After a long week indoors at the office, there’s no better thing than being outside on a Saturday morning. I talk walks, have a little morning tea, chat with the neighbors, stop and smell the flowers. Saturday mornings help me reset my mind and body, and yellow sunshine and fresh air are a big part of that.
One of my favorite weekend activities is tending the garden. A verdant garden not only makes your home look beautiful but tending one is therapeutic and doubles as exercise! If you have never planted anything in your life, don’t fear! The most nubile green thumbs can start off simple with some marigold seeds or a potted leafy mint plant.
Here are some of my favorite tips and tricks for keeping a garden lush and beautiful, and for keeping you outside as much as possible! Don’t forget to put on sunscreen.
Space Everything Evenly
So you’ve purchasing seeds from a gardening/home improvement store. Congratulations! Next up is finding spaces for your new flowers to thrive in. When planting smaller flowers, a great way to space your seeds evenly in a rectangular garden is to take a muffin tin and squish it into your soil. The circular holes formed by the muffin tin are the perfect size for seeds to grow and take new life. Make sure you are paying attention to spacing instructions on seed packets for larger flowers.
Grow A Vertical Vegetable Garden
If you’re short on space or have a smaller outdoor area, consider growing a vertical garden with your favorite veggies. Frame trellises made from wood or metal racks are easy to obtain at your local home improvement store. You can even attach fabric shoe organizers to a fence and plant in the shoe compartments! Vegetables that thrive growing vertically include beefsteak tomatoes, pole beans, peas, mini melons, cucumbers, and squash varieties. In addition to saving space, vertical gardens are easier to maintain with simpler soil prep/watering and can provide more exposure to sunlight.
Keep Bees On Your Side
Bees are a vital player in the ecosystem. There is no better partner to your garden than a bee to cross-pollinate flowers to produce viable seeds for healthy growth. To attract bees to your outdoor space, plant flowers like sunflowers, poppies, goldenrod, lavender, zinnia, alysium and bee balm. Bee-attracting herbs include thyme, parsley, and sage.
Plant Flowers, Herbs That Keep Mosquitoes Away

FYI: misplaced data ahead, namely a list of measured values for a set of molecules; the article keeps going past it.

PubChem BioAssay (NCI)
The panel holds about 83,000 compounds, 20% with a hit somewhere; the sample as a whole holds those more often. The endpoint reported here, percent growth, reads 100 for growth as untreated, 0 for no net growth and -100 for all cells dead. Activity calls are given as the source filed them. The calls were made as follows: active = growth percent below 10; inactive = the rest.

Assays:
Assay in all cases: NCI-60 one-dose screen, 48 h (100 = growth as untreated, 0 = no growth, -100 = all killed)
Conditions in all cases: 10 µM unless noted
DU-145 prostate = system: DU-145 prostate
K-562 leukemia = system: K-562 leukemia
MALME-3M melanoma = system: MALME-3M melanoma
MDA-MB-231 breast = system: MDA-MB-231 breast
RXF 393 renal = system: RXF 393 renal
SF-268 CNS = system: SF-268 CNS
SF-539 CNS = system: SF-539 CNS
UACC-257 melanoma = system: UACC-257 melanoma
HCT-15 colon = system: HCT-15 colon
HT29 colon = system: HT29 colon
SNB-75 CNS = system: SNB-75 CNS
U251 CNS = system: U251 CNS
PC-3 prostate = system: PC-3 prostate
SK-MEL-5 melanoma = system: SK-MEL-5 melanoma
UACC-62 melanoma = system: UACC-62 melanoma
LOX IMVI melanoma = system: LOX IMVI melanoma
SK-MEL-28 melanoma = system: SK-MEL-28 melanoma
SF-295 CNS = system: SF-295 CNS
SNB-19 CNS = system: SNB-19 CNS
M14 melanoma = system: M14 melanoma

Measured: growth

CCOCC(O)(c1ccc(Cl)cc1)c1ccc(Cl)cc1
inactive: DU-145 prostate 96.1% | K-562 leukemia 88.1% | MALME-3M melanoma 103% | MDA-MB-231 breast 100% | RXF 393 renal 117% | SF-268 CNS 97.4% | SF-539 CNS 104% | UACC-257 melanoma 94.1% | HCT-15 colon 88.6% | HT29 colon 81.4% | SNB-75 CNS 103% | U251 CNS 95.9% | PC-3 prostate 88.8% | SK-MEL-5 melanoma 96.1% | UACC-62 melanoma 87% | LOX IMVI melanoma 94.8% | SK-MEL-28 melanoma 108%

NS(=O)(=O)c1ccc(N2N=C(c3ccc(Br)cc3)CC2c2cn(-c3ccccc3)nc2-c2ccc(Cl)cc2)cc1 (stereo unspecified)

If you do a lot of entertaining outdoors, mosquitoes can be a real nuisance — especially in the summertime! A bonfire or candle smoke helps keep these irritating bugs away from guests and food, but there are also certain plants that dispel them naturally. These herbaceous heroes include citronella, marigold, basil, rosemary, garlic, lemongrass, lemon balm, lemon thyme, catnip and lavender.
Marigold is the classic garden worker and keeps all kinds of pests — from bugs to rabbits — away. Lemon balm works really well against mosquitoes and the lemony verbena scent smells great! A member of the mint family, you’ll want to keep this herb contained in a pot.
Put Rapid-Growth Plants In Pots
Plants that grow like weeds are best kept potted. Mint is a great example — untamed it can cover a backyard in a few years. Kept in a pot, it will be contained and will always stay moist. Fresh mint is wonderful as a garnish to desserts and so good in mojitos and so easy to maintain!
Use Winning Combinations
Lots of flowers and vegetables work well when planted together, such as sunflowers and cucumbers, which both require lots of water and similar soil composition. Cucumbers are sweeter when planted near sunflowers and they can use sunflower stalks as natural trellises. Other combinations include morning glories and corn, and tomatoes and leaf lettuce. Place morning glories in between short rows of corn to make the vines grow up the stalks. Leaf lettuce provides soil coverage for tomatoes, keeping the soil nice and cool.
Know What Makes Plants Unhealthy
A telltale sign of an unhealthy plant — whether its flowers, herbs, or vegetables — is when the leaves start to look funky and dull. When leaves look yellow and wilted, the plant is overwatered. Add sand to soil to improve soil drainage or replant to a larger bed. When leaves are drooping and faded, they aren’t getting enough sunlight. Move the plant around so it is getting adequate sunbathing time. When leaves are crinkly and dry, the plant is dehydrated. Make sure that you are watering your plants with 1 inch of water at least once a week. Remember that vegetables need 6 hours of sunlight!
Whether you’re an esteemed gardening pro or planting your first flowers, I hope you get inspired this June to get outside and make your outdoor spaces look beautiful! Happy Gardening!
Sasha Witte can be reached at Sasha Witte Design www.SashaWitteDesign.com.